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I would say that one of the most profound elements of DiCamillo's work is the idea of restoring lost or misplaced relationships. There is an emotionally profound theme that is evident in the book that relationships between people are vivid and dynamic, and can be formed and reestabilshed in almost any setting. Everywhere the dog goes, Opal follows and forms relationships with new people. When the dog leaves, Opal is able to reestablish the relationship with her father. In the end, it is the dog and Opal's pursuit of it that helps to overcome her own sense of alienation and loss and fully grasp the idea that emotional relationships do not die and can be developed in nearly any condition. Perhaps its this quality that allowed the book to win the honor, as this lesson is something that can expans the emotional intelligence of any child.
The Newberry Awards are awards for books that make a significant contribution to American children's literature. Because of Winn-Dixie won a Newberry Honor (not the first place Newberry Medal) in 2001.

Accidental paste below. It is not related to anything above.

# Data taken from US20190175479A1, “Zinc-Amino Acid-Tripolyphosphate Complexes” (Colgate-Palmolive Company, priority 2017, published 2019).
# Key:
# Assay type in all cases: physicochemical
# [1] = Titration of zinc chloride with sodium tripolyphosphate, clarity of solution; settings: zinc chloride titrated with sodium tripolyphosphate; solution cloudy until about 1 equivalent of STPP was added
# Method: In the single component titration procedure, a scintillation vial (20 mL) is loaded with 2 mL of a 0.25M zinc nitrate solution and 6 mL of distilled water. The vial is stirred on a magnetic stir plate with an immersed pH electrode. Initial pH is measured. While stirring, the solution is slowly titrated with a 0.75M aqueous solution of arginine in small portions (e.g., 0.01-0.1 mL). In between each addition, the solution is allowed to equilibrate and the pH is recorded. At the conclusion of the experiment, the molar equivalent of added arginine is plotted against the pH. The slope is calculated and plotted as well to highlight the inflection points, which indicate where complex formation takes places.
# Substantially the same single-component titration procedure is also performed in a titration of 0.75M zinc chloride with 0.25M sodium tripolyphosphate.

In my opinion, the book won because it is a book about a child who comes to be more sure of herself. She starts the book out as a lonely and unhappy child. As the book goes on, she becomes more outgoing. She also learns to be more tolerant of other people.
These are, in my opinion, sort of "hot topics" that tend to make books look good. I think that the awards people want books that will teach certain things. This book does that -- it teaches tolerance and self-reliance and self-discovery.
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